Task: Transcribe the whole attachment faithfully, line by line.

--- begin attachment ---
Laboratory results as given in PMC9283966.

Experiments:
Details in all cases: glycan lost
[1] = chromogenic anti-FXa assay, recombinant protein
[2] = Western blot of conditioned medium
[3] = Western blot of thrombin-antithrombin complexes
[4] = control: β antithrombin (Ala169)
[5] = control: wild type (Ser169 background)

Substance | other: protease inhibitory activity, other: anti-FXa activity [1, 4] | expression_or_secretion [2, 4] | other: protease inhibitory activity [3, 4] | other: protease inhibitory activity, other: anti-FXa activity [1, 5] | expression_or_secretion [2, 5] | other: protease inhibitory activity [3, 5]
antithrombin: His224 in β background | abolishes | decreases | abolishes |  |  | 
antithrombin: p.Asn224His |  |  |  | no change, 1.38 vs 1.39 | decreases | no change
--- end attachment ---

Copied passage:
Laboratory results as given in PMC9283966.

Experiments:
Details in all cases: glycan lost
[1] = chromogenic anti-FXa assay, recombinant protein
[2] = Western blot of conditioned medium
[3] = Western blot of thrombin-antithrombin complexes
[4] = control: β antithrombin (Ala169)
[5] = control: wild type (Ser169 background)

Substance | other: protease inhibitory activity, other: anti-FXa activity [1, 4] | expression_or_secretion [2, 4] | other: protease inhibitory activity [3, 4] | other: protease inhibitory activity, other: anti-FXa activity [1, 5] | expression_or_secretion [2, 5] | other: protease inhibitory activity [3, 5]
antithrombin: His224 in β background | abolishes | decreases | abolishes |  |  | 
antithrombin: p.Asn224His |  |  |  | no change, 1.38 vs 1.39 | decreases | no change